The Shoprite Group also recognises that they have an important role to play in the countries and communities in which they operate.
Commenting on the food crisis in South Africa, the Shoprite Media Office told Maverick Citizen that “we [the Shoprite Group] acknowledge the need to act ethically and responsibly in all 15 countries in which we operate.
“It means using our scale, resources, knowledge and experience to help build inclusive and prosperous economies capable of overcoming the challenges of unemployment, poverty and food insecurity.
“We are also exploring ways to work with our suppliers to reduce on-farm food waste.”
Pick n Pay and Shoprite are among the few food retailers who have official food waste policies in place.
Nel says: “Pick n Pay has extensive policies to minimise food waste at our stores… clear food donation policies, which stipulate the process through which surplus food should be managed to ensure that it is distributed as efficiently as possible and that our food safety standards are maintained.”
Shoprite has a Surplus Food Donations Policy which diverts surplus food fit for human consumption from their distribution centres and stores to registered charities.
Such policies are vital, especially in a country where nearly a third of the people go hungry.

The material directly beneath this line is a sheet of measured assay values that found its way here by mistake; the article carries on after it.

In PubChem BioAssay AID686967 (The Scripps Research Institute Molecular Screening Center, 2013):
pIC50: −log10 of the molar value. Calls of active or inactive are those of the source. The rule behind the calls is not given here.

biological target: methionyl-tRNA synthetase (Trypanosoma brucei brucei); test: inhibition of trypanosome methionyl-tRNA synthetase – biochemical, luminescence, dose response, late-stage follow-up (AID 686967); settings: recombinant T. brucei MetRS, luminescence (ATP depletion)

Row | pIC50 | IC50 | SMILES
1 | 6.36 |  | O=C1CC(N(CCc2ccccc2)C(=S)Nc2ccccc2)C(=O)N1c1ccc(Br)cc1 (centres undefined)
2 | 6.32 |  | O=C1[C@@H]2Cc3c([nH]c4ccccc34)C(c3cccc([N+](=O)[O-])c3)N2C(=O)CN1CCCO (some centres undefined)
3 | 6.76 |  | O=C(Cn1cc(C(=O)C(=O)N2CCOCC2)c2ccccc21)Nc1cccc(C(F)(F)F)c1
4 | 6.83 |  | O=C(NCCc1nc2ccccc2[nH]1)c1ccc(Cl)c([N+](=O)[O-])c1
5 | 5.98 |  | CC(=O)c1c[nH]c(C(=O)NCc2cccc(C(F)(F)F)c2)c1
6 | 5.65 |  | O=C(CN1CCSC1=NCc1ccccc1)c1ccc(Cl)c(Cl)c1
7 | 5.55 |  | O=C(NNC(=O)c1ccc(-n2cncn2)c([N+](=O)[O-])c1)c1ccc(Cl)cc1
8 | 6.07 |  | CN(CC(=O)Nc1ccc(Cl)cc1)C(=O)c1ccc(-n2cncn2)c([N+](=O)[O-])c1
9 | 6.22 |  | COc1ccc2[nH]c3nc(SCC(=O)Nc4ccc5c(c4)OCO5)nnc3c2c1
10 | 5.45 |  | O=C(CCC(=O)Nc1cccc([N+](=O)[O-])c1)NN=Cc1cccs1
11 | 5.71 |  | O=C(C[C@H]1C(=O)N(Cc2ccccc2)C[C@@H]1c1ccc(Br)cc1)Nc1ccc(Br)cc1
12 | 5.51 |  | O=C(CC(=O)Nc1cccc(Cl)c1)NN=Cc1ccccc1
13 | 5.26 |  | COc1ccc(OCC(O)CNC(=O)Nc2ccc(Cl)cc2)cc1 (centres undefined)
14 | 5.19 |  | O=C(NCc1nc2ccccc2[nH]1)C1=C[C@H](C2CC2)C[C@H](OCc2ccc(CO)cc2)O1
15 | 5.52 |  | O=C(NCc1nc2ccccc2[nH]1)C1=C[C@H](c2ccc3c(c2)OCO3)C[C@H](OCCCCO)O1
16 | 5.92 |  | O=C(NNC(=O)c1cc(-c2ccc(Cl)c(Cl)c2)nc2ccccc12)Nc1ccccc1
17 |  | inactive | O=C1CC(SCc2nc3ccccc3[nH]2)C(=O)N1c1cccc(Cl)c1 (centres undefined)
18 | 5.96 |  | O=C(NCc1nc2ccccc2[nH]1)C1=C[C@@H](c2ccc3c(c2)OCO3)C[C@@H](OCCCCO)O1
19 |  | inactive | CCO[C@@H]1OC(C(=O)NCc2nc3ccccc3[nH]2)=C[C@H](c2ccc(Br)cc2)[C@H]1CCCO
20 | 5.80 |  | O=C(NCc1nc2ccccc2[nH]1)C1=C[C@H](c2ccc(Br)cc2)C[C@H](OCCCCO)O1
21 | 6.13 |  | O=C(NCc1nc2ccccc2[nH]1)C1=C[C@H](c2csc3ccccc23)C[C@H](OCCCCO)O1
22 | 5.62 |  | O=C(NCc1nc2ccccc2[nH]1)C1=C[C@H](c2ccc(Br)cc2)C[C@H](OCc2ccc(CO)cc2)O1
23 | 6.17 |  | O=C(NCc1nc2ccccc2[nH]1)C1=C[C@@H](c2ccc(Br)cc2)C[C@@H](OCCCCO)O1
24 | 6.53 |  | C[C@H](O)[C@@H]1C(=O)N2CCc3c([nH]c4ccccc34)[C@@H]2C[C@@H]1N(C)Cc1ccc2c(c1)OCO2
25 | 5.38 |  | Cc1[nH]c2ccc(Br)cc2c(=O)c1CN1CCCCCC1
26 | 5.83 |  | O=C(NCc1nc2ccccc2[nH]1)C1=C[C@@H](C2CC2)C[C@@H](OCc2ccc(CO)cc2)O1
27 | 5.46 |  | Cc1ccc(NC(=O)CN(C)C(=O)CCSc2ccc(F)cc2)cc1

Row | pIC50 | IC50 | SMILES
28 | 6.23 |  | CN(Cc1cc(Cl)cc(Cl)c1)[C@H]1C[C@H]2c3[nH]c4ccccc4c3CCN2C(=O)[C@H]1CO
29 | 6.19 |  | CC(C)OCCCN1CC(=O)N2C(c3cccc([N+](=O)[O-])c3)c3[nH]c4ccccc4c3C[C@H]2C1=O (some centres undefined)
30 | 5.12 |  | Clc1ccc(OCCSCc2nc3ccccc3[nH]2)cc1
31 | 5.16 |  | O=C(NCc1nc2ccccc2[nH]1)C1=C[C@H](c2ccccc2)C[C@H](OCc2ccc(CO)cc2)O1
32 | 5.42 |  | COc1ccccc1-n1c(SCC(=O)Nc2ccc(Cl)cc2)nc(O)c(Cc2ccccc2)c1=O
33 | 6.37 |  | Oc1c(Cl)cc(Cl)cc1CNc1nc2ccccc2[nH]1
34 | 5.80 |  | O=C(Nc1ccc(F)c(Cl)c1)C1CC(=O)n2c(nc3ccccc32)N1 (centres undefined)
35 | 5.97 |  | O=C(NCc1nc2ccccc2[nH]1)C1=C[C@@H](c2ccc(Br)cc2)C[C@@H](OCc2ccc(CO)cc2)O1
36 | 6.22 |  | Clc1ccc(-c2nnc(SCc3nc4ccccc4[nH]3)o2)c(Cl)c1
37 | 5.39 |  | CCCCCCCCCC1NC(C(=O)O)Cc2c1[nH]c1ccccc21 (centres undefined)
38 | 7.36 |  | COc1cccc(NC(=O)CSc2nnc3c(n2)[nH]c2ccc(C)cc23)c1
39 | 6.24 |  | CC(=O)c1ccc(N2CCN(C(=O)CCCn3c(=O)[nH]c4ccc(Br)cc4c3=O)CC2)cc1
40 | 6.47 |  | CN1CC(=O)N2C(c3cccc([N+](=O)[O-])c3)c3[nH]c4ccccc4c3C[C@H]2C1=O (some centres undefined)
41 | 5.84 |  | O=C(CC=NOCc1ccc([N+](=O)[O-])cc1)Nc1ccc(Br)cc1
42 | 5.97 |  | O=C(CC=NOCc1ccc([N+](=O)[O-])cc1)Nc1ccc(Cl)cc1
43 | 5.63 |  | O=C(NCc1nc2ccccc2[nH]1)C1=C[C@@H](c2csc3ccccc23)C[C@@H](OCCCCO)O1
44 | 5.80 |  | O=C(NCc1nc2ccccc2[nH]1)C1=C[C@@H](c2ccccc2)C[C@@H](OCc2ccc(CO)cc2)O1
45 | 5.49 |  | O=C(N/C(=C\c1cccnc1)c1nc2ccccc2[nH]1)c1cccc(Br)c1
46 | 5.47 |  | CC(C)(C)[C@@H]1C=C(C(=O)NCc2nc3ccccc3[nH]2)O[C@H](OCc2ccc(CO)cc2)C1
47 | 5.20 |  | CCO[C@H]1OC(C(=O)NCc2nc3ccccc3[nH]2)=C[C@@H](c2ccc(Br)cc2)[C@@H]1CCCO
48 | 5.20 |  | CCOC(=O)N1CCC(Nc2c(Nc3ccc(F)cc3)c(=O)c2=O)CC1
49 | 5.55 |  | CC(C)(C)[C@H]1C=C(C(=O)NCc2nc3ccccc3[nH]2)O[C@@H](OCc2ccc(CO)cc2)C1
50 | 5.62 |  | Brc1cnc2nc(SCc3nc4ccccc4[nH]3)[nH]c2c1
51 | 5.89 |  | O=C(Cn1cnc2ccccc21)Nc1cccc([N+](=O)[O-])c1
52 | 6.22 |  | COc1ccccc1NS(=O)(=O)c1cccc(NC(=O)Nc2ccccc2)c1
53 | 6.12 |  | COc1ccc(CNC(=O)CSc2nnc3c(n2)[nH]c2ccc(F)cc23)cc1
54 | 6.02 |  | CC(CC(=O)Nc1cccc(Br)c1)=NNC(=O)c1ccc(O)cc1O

“One of our primary contributions to alleviating hunger is through donating excess food from our stores.
“Any food that has passed its sell-by date, but not its expiry date, is donated. Our donation of more than 1,600 tonnes of food every year to NGOs reduces our carbon footprint by more than 5,000 tonnes each year,” says Nel.
Diane Peterson, a media liaison officer for Woolworths, says the company donates its surplus food.
“The food that comes off our shelves because it’s reached its sell-by date (but not its best-before date) [is donated] to over 1,500 local shelters and charities across South Africa on a daily basis,” says Peterson.
It is, however, unclear if Woolworths has any official food waste management policies in place.
In December 2019, Pick n Pay asked 20 of its largest suppliers to join the company in a new global project to combat food waste.
Called the 10X20X30 initiative, 10 of the largest global retailers, including Tesco and Walmart, are working to reduce in-store food waste. Pick n Pay and the other signatories have committed to supporting their upstream suppliers to reduce their own loss and waste.
The initiative will focus on in-store and supply chain food loss and waste.
Pick n Pay was the first retailer in Africa to join this global initiative. All 20 suppliers have agreed to join the project.
This private sector commitment is designed to be a significant advancement toward the UN’s Sustainable Development Goal Target 12.3, which calls for a 50% reduction in food loss and waste by 2030 worldwide.
Later in March, Pick n Pay will host over 60 delegates from these companies at a workshop to discuss policies of food waste management and jointly set targets.
Both Pick n Pay and the Shoprite group have set an ambitious goal to reduce food waste along their supply chains by 50% by 2030.
South African retailers sell roughly 80% of the food consumed in the country.
It is clear that tackling the food crisis and minimising food waste will require the co-operation and collaboration of every food retailer not only in South Africa, but globally.
Says Ackerman: “This is a genuine call to arms. We cannot do it alone.”
SPAR did not respond at the time of publishing this article.